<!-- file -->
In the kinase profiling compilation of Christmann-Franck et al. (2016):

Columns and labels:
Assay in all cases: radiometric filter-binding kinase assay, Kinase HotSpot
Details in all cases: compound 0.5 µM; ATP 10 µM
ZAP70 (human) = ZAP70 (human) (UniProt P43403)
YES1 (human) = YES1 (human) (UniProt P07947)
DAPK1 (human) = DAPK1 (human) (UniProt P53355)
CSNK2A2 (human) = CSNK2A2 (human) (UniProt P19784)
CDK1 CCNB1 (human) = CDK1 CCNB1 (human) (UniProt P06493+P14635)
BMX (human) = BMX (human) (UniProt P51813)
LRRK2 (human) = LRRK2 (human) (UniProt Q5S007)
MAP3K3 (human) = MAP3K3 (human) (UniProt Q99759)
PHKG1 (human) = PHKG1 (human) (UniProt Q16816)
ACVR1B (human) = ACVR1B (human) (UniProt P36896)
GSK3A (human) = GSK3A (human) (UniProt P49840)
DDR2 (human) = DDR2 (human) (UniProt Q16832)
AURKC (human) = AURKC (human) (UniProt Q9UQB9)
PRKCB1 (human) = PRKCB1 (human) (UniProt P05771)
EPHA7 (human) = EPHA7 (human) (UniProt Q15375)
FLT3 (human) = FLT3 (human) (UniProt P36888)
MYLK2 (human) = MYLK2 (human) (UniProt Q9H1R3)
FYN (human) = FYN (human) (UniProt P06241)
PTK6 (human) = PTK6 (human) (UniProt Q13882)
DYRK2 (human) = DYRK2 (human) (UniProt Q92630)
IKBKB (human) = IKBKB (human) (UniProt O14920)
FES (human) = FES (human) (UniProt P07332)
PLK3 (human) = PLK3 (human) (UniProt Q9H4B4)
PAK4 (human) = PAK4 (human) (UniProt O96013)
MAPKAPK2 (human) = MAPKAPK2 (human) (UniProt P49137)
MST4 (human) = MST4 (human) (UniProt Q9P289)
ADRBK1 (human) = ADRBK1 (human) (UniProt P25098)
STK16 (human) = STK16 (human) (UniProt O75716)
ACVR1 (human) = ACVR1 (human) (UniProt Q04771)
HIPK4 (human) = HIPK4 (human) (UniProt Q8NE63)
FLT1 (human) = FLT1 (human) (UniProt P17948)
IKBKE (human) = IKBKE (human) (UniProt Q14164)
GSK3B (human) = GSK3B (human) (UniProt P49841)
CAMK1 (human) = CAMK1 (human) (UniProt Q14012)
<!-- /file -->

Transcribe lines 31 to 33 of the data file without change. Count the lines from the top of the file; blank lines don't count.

ADRBK1 (human) = ADRBK1 (human) (UniProt P25098)
STK16 (human) = STK16 (human) (UniProt O75716)
ACVR1 (human) = ACVR1 (human) (UniProt Q04771)